Tag Archives: mysteries

“Jack is back,” and fortunately, so is Maggie Hope

Reviewed by Linda C. Brinson THE QUEEN’S ACCOMPLICE. By Susan Elia MacNeal. Read by Susan Duerden. Books on Tape. 10 ½ hours; 9 CDs. Also available in paperback from Bantam Books, $16. Maggie Hope, intrepid spy, code-breaker and all-around spunky … Continue reading

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Short but tasty

Bob Moyer sent this review of from Germany. How can he read this book when so close to France and not go there? It’s a mystery to me. Reviewed by Robert P. Moyer FATAL PURSUIT. By Martin Walker. Alfred A. … Continue reading

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Murder – or is it? – in WWII New York

Many newspaper reporters dream of one day writing a novel. Dan Fesperman is living the dream – he just published No. 10. Paul O’Connor isn’t a big fan of mysteries, but he found this one quite entertaining. Reviewed by Paul … Continue reading

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Is the wurst story written lately? Fat chance.

Turn Bob Moyer loose with fairy tales, frogs and puns, and you’re in for a treat. Reviewed by Robert P. Moyer GRETEL AND THE CASE OF THE MISSING FROG PRINTS. A Brothers Grimm Mystery. By P.J. Brackston. Pegasus Crime. 233 … Continue reading

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East side, west side, all around the town

Reviewed by Linda C. Brinson BROOKLYN ON FIRE. By Lawrence H. Levy. Read by Cassandra Campbell. Books on Tape. 10 hours; 9 CDs. Mary Handley was the first woman to work as a detective with the Brooklyn Police Department. Her … Continue reading

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Say it ain’t so, Bo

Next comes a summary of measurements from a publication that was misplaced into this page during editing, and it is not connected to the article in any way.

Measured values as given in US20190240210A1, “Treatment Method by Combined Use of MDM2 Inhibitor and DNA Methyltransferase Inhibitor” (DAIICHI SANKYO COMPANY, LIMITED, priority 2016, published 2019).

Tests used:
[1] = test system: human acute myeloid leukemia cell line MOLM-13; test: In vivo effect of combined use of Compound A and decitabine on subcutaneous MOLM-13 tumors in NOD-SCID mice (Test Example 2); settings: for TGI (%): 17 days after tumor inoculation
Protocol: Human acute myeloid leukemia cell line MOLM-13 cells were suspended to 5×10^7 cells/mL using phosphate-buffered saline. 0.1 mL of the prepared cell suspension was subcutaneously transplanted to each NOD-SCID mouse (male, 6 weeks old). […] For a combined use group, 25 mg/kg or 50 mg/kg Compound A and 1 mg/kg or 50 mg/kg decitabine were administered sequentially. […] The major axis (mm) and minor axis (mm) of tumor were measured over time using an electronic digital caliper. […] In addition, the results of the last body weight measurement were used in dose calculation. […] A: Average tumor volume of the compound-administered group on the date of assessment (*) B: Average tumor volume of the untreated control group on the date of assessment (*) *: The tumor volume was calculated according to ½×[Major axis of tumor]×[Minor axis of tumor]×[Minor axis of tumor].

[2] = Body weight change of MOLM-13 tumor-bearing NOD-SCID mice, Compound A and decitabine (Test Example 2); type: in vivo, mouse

While I’m still more or less in holiday mode, Tom Dillon is back to business with a review of what threatens to be the last in one of his favorite mystery series. He’s right: It’s time to get things going … Continue reading

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The pet patrol rides again

Reviewed by Linda C. Brinson NINE LIVES TO DIE. By Rita Mae Brown and Sneaky Pie Brown. Bantam. 253 pages. $26. Rita Mae Brown’s Mrs. Murphy mysteries are light and easy-going despite the inevitable presence of at least a couple … Continue reading

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Danger at Windsor Castle

As readers of this blog know my now, I love historical fiction, especially novels set in the early 20th century. World War I and its aftermath in England have long been a particular interest of mine, partly because that conflict … Continue reading

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Mosley’s latest: Two looks

Bob Moyer has been reading Walter Mosley’s novels forever. He’s a fan of the Easy Rawlins series, which supposedly ended a few years ago but now, reports say, is being revived. Leonid McGill is Mosley’s new protagonist. Bob read the … Continue reading

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Different landscape, same allegory

Bob Moyer reviews James Lee Burke’s latest offering, featuring Dave Robichaux, evil and fools. By Robert Moyer FEAST DAY OF FOOLS. By James Lee Burke. Simon and Schuster. 463 pages. $26.99 In a James Lee Burke novel, the landscape always … Continue reading

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